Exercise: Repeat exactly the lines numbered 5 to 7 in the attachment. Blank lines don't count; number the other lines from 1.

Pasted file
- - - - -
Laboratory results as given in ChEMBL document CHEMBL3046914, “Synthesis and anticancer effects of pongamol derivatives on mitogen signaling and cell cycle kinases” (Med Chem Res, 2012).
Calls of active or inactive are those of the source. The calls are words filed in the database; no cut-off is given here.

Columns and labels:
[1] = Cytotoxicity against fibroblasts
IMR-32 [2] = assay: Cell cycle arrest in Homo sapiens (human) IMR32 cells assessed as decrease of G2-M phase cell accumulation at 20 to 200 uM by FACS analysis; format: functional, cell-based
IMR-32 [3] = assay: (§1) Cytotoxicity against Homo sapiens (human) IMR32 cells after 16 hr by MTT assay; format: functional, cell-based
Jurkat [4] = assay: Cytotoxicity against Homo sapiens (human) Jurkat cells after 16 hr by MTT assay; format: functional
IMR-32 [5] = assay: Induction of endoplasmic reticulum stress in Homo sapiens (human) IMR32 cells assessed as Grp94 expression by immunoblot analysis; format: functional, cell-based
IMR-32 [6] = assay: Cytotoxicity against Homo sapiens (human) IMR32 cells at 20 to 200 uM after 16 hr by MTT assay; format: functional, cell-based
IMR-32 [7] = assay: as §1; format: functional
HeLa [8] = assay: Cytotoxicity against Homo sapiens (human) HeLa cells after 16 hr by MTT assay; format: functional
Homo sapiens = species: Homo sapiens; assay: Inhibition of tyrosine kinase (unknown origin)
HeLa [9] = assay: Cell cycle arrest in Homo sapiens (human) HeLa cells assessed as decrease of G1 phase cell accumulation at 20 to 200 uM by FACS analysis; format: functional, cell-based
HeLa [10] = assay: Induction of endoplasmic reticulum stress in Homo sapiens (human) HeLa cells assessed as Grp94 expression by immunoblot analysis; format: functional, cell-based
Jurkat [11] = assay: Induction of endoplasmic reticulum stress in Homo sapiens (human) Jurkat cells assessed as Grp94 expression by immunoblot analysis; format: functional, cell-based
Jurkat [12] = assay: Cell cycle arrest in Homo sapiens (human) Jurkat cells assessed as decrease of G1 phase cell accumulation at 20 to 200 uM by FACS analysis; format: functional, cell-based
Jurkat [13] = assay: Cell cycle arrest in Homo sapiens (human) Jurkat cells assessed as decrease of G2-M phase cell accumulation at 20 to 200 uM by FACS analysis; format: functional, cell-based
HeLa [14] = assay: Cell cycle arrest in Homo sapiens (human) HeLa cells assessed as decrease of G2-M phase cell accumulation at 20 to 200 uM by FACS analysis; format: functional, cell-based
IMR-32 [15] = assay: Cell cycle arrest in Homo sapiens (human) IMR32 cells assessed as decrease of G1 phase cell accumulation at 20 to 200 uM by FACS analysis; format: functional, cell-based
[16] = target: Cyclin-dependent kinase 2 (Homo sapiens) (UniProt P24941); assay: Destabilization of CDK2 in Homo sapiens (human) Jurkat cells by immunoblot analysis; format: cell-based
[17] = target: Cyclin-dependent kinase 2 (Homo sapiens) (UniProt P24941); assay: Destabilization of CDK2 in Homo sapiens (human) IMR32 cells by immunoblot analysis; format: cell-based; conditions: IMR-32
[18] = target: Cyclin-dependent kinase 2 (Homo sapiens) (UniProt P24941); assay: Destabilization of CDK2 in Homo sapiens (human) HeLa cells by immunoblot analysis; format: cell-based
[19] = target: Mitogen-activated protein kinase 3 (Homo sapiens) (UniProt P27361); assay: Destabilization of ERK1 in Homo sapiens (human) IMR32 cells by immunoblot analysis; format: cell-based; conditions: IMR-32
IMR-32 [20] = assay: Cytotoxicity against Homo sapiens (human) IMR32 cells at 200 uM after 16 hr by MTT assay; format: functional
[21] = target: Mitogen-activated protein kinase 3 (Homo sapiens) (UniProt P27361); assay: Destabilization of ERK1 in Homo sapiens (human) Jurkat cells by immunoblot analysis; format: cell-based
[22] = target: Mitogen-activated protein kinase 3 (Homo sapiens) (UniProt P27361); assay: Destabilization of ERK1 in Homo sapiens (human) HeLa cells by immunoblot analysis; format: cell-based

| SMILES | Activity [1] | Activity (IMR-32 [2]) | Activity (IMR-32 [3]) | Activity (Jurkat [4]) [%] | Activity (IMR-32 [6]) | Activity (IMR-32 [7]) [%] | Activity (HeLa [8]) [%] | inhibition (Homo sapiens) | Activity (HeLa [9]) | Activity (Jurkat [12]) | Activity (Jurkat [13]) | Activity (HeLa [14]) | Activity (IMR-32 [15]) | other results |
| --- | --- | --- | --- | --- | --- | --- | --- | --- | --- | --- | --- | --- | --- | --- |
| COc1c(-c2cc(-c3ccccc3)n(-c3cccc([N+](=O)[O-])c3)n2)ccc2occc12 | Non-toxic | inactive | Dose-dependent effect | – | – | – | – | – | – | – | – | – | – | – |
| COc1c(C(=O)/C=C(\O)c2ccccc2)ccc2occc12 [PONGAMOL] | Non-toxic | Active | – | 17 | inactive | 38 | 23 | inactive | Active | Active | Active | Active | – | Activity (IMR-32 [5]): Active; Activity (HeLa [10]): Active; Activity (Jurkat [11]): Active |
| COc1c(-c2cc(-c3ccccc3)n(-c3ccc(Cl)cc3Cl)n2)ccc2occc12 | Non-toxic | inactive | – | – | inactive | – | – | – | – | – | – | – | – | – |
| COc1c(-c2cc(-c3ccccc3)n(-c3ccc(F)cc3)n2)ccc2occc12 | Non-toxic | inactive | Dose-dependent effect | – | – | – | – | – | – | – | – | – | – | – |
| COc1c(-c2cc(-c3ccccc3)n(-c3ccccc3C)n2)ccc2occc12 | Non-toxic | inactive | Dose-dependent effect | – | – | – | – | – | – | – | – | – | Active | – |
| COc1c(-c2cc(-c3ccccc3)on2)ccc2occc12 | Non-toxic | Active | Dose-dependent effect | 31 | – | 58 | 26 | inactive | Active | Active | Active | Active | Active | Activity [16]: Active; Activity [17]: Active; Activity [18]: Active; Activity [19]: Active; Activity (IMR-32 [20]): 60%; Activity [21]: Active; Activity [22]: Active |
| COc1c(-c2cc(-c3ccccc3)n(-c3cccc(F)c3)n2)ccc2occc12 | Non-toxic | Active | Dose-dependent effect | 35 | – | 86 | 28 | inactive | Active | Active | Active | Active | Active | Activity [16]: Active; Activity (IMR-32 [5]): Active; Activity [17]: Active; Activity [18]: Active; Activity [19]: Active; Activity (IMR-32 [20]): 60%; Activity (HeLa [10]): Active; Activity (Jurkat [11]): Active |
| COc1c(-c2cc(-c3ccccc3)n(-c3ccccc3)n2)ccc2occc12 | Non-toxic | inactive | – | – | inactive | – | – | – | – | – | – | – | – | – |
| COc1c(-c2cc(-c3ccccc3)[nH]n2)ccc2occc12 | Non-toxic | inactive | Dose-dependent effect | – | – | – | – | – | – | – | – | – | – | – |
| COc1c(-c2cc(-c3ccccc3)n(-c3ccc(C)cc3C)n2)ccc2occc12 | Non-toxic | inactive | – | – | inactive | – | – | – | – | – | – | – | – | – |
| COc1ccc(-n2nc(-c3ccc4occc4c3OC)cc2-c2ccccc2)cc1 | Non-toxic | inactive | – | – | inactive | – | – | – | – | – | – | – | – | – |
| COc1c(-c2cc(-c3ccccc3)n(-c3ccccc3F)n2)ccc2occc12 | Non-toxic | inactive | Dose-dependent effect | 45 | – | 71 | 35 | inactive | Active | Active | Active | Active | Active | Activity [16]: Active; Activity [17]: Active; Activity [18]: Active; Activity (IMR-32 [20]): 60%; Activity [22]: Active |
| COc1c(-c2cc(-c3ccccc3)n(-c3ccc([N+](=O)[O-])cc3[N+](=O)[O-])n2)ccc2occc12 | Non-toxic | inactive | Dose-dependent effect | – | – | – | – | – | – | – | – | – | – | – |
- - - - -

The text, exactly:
IMR-32 [2] = assay: Cell cycle arrest in Homo sapiens (human) IMR32 cells assessed as decrease of G2-M phase cell accumulation at 20 to 200 uM by FACS analysis; format: functional, cell-based
IMR-32 [3] = assay: (§1) Cytotoxicity against Homo sapiens (human) IMR32 cells after 16 hr by MTT assay; format: functional, cell-based
Jurkat [4] = assay: Cytotoxicity against Homo sapiens (human) Jurkat cells after 16 hr by MTT assay; format: functional